Where the Georgia quarterback situation has been concerned, Kirby Smart once famously said, “The plan is there is no plan.”

Smart was talking about Jake Fromm and Justin Fields in the 2018 preseason at the time, but his philosophy on quarterbacks remains decidedly fluid.

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Smart makes it a point to have a plan for most every situation, but he was intentionally vague on how he will manage the quarterbacks for the No. 1-ranked Bulldogs against Kent State at noon on Saturday.

So, exactly how does Smart know when it’s time to pull a quarterback out of a game and use another?

“You have to win the football game, so the number one thing is what do we have to do to win the football game?” Smart said. “The number two thing is what do we have to do to stay healthy, what do we have to do to keep the confidence and keep rhythm in our offense?

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“There’s a lot of things that go into that in terms of the experience of the two. There’s no perfect way to answer that question because every game is going to be different based on who we play the next week, how did we play that game, where are we, who’s playing around them, what other linemen are in? There’s not an exact answer to that question.”

So the plan is there is no plan, and yet Georgia wants to keep backups Carson Beck, Brock Vandagriff and Gunner Stockton happy and in the program.

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Smart acknowledges all of those quarterbacks chose the Bulldogs to become the starter.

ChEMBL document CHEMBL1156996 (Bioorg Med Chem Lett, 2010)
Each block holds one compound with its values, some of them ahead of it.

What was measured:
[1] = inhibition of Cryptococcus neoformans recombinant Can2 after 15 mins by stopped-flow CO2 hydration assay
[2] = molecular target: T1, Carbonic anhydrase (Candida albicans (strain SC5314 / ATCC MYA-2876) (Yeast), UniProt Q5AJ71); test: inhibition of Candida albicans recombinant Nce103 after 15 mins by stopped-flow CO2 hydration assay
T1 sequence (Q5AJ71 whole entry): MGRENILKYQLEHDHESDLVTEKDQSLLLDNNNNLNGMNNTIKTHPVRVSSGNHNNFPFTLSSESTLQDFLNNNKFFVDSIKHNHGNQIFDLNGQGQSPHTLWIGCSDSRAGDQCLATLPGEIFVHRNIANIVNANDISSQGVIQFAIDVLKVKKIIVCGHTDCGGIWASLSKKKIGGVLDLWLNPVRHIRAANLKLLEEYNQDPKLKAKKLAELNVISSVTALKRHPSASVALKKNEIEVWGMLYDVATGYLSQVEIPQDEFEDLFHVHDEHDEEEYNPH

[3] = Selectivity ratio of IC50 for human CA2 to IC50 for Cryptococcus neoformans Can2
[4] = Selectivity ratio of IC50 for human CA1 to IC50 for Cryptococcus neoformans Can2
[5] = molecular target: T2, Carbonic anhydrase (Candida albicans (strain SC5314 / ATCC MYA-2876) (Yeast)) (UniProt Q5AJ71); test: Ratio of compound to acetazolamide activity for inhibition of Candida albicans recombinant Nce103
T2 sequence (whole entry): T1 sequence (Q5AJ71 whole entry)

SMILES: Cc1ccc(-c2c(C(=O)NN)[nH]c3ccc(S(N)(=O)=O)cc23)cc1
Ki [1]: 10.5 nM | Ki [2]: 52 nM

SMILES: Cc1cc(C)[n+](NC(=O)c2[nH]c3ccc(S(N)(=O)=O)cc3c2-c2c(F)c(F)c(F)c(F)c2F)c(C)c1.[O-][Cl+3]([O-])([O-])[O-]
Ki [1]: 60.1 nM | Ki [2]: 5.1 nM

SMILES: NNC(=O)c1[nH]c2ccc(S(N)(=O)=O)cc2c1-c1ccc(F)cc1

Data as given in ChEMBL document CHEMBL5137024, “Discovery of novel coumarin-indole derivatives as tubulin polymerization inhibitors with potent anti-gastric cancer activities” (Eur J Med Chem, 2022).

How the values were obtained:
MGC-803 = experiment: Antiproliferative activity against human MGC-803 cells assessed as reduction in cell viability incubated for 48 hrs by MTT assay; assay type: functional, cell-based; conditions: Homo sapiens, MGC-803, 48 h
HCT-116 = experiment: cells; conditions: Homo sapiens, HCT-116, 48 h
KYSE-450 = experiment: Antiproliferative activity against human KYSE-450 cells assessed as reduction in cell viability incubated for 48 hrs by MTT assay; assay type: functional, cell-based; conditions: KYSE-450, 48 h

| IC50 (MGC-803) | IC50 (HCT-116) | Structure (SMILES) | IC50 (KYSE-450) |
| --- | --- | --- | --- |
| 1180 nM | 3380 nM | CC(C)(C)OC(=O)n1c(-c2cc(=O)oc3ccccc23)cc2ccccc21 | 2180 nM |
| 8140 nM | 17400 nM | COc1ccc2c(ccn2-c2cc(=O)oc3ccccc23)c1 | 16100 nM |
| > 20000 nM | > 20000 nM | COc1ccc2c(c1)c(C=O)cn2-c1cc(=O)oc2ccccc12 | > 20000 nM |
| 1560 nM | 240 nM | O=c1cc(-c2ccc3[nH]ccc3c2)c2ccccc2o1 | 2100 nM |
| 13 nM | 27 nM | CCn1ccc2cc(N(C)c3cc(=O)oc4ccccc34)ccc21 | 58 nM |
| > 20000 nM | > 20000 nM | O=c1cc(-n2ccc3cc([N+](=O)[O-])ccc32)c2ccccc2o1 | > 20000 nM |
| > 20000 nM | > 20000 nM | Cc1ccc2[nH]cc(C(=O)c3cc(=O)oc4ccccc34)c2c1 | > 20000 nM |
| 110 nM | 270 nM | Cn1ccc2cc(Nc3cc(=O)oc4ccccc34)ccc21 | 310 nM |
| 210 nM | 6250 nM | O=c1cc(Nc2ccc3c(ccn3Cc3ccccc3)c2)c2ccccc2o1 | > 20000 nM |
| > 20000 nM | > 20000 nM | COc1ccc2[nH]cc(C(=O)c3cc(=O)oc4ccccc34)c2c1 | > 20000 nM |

But more importantly, they want to be the best they can be and get prepared to play at the next level.

“You’re not selling come here and sit on the bench — you’re selling an opportunity to develop,” Smart said. “I think we have a proven track record (Todd) Monken has, our offense has of developing quarterbacks, of giving guys an opportunity to play in a system that they can watch play on Sundays is pretty important.

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“There are developmental positions in recruiting. Offensive linemen are probably the least played position as a true freshman, right along with quarterbacks. A lot of those positions are developmental positions and you have to grow and get better. I think that’s part of recruiting, is telling them the truth when it comes to that.”

Smart is sensitive to his players’ needs, but they all understand the Georgia football mindset.

“I’m here to protect the University of Georgia,” Smart said. I promised to develop them. That’s what we promised them to do along with Coach Monken and our staff. There are not a lot of places you can go to play for an offensive coordinator that coached quarterbacks and receivers in the NFL.

“Every kid wants to go to the NFL. Never has a scout come and asked me how many reps or plays he got his freshman, sophomore, or junior year. They want to know what the finished product is. The end game is the goal. If guys want to stay and be a part of that, that’s great.”